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State attorney general will appeal decision
A pro-life supporter holds a placard as protesters line the railing on the second floor of the rotunda of the State Capitol in Austin, Texas, July 12 as the state Senate considers a bill to restrict abortion. (CNS photo/Mike Stone, Reuters)

Today a federal judge ruled that part of a Texas abortion law passed this summer is unconstitutional.

Judge Lee Yeakel struck down the portion of the law that requires a physician performing abortions have admitting privileges at a hospital within 30 miles of the clinic, saying that the rule placed “an ‘undue burden’ on a woman seeking abortion services in Texas because it necessarily has the effect of presenting a ‘substantial obstacle’ to access to abortion services.” Opponents of the law argue that enforcing the admitting-privileges requirement would lead to the closure of one-third of the state’s abortion facilities.

The ruling came in response to a suit filed by Planned Parenthood and other abortion providers objecting to two portions of the law, which was passed after a legislative debate that included a 13-hour filibuster by Democratic State Senator Wendy Davis and which received widespread national attention over the summer.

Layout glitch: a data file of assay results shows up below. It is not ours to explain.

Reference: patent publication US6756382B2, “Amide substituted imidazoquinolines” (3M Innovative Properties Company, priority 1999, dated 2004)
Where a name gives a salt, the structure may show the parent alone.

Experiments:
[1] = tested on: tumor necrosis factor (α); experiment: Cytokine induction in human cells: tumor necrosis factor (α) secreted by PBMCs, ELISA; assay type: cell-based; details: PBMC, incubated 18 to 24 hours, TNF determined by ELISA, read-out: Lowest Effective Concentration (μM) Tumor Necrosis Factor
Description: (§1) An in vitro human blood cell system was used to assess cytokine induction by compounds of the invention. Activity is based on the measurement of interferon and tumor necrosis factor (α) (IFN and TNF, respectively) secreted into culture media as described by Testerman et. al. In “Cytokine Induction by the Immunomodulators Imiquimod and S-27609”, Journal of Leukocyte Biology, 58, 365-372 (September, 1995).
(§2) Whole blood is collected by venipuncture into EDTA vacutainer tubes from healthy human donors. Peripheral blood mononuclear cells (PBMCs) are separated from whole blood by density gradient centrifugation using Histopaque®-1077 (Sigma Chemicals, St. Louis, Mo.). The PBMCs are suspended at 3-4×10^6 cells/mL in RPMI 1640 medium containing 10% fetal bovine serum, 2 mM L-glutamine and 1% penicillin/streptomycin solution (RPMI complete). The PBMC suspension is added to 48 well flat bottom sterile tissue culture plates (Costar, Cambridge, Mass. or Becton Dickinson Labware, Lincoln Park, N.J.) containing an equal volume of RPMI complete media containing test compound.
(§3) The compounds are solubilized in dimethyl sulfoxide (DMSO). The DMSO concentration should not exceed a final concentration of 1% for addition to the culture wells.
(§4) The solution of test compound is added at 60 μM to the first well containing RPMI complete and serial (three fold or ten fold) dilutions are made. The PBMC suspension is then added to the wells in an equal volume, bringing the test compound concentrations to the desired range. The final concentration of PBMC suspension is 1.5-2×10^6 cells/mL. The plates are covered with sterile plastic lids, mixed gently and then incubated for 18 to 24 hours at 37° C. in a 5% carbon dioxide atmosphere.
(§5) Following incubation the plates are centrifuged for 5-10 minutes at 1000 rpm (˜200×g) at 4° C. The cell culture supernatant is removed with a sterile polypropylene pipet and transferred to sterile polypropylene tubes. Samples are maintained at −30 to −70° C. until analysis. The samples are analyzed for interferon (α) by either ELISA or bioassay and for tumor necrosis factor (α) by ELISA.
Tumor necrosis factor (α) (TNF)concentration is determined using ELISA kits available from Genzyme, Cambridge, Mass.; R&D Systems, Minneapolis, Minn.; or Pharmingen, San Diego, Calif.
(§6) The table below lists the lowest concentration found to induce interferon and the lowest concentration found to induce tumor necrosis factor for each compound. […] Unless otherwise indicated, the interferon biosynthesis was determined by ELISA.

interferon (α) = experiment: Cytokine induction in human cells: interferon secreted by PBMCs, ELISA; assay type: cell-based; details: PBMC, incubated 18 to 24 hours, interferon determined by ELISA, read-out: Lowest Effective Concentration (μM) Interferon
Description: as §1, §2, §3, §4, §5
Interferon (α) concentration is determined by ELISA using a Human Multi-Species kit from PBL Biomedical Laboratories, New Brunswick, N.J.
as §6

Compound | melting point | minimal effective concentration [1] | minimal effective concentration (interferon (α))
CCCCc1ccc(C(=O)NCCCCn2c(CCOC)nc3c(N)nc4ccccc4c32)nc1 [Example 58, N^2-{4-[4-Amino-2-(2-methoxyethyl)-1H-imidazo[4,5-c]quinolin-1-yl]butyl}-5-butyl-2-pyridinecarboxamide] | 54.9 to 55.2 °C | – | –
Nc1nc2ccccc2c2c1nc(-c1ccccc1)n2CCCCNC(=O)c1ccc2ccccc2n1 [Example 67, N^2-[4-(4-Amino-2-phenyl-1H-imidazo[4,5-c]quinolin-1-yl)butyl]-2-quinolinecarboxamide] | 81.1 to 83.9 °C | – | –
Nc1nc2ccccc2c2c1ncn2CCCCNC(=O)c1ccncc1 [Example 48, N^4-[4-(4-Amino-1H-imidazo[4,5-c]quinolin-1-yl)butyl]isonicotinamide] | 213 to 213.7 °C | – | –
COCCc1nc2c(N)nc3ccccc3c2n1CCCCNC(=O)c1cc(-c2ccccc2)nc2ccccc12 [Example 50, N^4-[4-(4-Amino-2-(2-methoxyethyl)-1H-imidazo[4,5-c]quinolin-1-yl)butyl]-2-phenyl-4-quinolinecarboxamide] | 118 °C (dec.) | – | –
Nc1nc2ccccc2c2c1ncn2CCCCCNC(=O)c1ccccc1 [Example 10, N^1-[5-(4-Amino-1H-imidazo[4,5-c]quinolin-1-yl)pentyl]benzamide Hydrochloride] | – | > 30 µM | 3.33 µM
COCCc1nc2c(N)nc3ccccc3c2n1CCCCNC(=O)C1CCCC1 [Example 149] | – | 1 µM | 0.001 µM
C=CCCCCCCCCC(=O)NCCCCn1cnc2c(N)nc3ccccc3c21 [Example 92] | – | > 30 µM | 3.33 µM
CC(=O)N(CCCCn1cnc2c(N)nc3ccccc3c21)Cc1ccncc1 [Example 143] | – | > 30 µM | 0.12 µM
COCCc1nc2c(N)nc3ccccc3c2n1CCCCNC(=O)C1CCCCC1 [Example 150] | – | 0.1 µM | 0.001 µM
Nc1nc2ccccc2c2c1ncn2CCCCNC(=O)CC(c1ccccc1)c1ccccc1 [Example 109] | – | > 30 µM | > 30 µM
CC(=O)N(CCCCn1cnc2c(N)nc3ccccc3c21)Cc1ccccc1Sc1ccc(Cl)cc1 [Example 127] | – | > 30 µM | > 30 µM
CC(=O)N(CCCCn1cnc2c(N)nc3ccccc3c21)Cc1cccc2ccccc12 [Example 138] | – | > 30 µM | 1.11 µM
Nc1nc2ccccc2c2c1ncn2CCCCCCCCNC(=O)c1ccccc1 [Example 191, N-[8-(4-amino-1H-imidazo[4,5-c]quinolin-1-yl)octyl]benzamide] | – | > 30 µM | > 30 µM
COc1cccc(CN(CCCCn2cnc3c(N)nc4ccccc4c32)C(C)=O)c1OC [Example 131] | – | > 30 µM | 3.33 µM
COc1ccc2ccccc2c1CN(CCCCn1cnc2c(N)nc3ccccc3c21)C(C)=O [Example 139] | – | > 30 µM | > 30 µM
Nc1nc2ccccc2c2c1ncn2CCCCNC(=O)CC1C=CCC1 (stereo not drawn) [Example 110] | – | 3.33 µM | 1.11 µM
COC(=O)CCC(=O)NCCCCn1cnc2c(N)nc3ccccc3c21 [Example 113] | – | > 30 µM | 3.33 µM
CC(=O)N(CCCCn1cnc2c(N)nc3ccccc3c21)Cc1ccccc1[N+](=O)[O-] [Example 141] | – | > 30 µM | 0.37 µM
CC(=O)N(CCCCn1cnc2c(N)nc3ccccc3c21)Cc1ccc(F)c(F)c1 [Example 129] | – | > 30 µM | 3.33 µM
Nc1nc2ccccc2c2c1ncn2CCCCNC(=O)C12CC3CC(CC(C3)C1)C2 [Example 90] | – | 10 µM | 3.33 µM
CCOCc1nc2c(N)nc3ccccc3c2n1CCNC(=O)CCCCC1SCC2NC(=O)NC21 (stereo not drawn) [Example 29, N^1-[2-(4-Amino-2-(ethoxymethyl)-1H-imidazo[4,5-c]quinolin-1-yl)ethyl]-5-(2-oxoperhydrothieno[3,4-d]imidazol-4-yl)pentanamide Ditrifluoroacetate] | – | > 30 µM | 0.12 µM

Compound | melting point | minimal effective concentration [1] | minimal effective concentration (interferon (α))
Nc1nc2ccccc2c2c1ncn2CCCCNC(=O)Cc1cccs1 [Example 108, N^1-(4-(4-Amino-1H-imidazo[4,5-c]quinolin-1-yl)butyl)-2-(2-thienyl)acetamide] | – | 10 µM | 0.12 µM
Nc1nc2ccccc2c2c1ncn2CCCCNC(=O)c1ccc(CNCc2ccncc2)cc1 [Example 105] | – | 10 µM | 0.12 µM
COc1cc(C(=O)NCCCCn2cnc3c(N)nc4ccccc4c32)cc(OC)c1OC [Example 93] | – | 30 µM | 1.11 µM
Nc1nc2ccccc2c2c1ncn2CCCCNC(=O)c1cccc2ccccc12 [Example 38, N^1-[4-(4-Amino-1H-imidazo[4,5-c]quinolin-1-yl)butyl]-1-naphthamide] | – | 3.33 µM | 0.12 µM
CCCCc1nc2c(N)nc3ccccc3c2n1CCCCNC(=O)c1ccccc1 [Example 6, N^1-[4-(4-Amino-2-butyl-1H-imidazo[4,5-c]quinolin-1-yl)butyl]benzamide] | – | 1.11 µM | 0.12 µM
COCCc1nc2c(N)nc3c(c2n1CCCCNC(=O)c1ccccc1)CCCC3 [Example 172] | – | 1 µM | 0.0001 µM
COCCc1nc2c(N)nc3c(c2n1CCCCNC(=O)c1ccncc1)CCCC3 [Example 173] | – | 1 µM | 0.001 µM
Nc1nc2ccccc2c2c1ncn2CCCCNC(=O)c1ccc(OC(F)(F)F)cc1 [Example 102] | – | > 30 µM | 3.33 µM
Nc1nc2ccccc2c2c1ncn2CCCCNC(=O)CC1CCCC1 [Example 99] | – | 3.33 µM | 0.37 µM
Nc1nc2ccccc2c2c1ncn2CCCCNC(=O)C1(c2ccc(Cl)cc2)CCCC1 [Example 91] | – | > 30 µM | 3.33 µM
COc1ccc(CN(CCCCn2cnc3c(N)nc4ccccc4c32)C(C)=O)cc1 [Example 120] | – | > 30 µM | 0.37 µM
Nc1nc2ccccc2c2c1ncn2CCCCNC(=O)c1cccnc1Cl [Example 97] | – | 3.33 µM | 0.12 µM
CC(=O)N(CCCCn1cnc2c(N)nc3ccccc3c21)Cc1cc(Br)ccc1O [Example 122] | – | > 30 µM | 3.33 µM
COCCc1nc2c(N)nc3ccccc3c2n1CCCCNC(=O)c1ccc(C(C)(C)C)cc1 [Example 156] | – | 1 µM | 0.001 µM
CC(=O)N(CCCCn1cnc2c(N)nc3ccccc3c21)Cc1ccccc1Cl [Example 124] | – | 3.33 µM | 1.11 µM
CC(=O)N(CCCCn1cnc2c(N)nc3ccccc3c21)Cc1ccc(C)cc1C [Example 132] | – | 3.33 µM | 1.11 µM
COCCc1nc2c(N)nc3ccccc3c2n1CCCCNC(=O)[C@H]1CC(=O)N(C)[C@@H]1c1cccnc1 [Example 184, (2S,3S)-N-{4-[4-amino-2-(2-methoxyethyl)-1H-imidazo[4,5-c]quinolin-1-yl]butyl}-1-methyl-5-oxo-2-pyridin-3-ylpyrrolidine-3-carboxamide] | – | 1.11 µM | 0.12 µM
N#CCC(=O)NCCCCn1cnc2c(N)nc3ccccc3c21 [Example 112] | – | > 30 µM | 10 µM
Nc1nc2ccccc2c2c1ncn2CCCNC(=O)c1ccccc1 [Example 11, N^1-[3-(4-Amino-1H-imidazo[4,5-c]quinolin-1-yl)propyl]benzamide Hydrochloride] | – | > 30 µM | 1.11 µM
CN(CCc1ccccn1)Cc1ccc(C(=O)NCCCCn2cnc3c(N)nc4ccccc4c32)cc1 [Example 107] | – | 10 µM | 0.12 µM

In addition to the admitting-privileges regulation, Planned Parenthood also contested the portion of the law requiring that medical abortions be performed according to FDA guidelines. So-called “off-label” abortions have been endorsed by the American College of Obstetricians and Gynecologist and are widely performed throughout the US, but do not conform to FDA-approved protocols. The Texas legislation outlaws “off-label” medical abortions, requiring physicians adhere to FDA guidelines; opponents of the law contend that those guidelines are outdated and medically unnecessary.

Judge Yeakel upheld the law’s regulation of medical abortions according to FDA protocol, except in cases where surgical abortion is not a medically safe option in the judgment of a woman’s physician.

Other parts of the Texas abortion law—including a ban on abortions after 20 weeks and the requirement that all abortion facilities meet state standards for ambulatory surgery centers—were not contested by Planned Parenthood in the suit. The 20-week ban goes into effect October 29; the facility- standards regulations go into effect next fall.

Shortly after the release of Judge Yeakel’s ruling, Texas Attorney General Greg Abbott announced he will appeal the decision to the 5th Circuit Court of Appeals.
 
About the Author
Catherine Harmon catherine.harmon@catholicworldreport.com

Catherine Harmon is managing editor of Catholic World Report.
 
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